I recently had the joy of watching a group of prekindergarten children “play” kitchen. I was intrigued at the personality traits some took upon themselves so naturally: the people pleaser, the creative spirit, the control freak, the jokester, the observer, the nurturer and the professed indifferent.


Mix in a few plastic baby dolls, a basket full of pots and pans, plastic food and a children’s wooden play kitchen and well, you have the makings for an imagination station for the next budding chef — or a test kitchen for the old saying, “Too many cooks in the kitchen spoil the broth.”


It was a blissful day in the kitchen until one of the plastic babies began to loudly “cry” even though the assigned mother was doing her best to calm her. The assigned dad had to raise his voice over the crying, trying to crack jokes with his friend. Everyone became too distracted by the noise to eat the meal the chef prepared, while the young lady dishwasher was becoming disturbed because she didn’t think it was fair to have to wash dishes for food she didn’t eat (or like). Let’s not forget the young man who remained in the corner, despite the baby mother’s bidding, shaking his head profusely when asked if he would PLEASE change the crying baby’s diaper. And then there was the sullen young lady who took it upon herself to walk around acting as if she had cotton in her ears and let everyone know she was thoroughly bored.


“What just happened?” I thought to myself. “Where did the bliss go? It went out the kitchen window!”


This all started when a baby, made of plastic, began to cry. Engrossed in their temporary roles, they allowed their focus upon the “cry” to intensify their emotions; eventually changing the entire atmosphere of the kitchen.


Whoa… how many times do we do the same spiritually?


We focus on whatever “cry” breaks into our pursuit of happiness. Sometimes it is annoying and brief; other times, we may wonder when tough times will subside. We may ask ourselves, “Where did the bliss go?”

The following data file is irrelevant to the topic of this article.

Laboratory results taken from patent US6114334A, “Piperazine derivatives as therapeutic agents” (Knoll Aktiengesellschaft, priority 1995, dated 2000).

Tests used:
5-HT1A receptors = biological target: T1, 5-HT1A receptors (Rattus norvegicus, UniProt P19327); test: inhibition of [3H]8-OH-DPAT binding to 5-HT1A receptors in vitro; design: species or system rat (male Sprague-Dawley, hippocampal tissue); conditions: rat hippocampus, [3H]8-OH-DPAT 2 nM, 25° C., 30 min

We engross ourselves in a temporary perspective… in our temporary roles. Looking around, we may become hypersensitive to what others are doing wrong; or perhaps, just not doing as we would do. Soon enough, the entire atmosphere around us changes.


Friend, let’s sit down at the kitchen table and invite scripture to remind us of a few things:


“Finally, be strong in the Lord and in his mighty power. Put on the full armor of God, so that you can take your stand against the devil’s schemes. For our struggle is not against flesh and blood, but against the rulers, against the authorities, against the powers of this dark world and against the spiritual forces of evil in the heavenly realms” (Ephesians 6:10-12).


When we recognize who we are truly struggling against, then we can begin to approach the battlefield cry, ourselves, and those in life’s kitchen with God’s unfailing Word rather than our emotions and agendas. Satan can beat us — even on our best day. However, Satan is no match for God. We need to remember that Satan is temporary. God is eternal.


Let’s allow our eternal God to respond on our behalf when we hear Satan cry out for our attention!


We must submit to God, relying on God’s strength – God’s victory. In doing so, when we humbly walk near to God, we can resist the devil through God’s enabling power (Matthew 6:13, James 4:7-8). The more we lean into the truths of scripture (sword of the Spirit), the more we can move forward from an eternal perspective rather than a cramped view which may tempt us into foolishness (Matthew 4:1-11).


How is the current atmosphere in your life?


Are you focusing too much on temporary frustrations?


What battlefield cry of Satan do you need to rebuke with the help of prayer and His Word?


SGLY, dear readers.


(Smile, God Loves You.)


Tiffany Kaye Chartier is a Christian writer and an opinion columnist. To submit feedback on SGLY or to offer a specific topic idea, please contact Chartier at news@ amtrib. com. Follow Chartier on Face - book: facebook. com/ tiffanychartier and Twitter: @tiffany chartier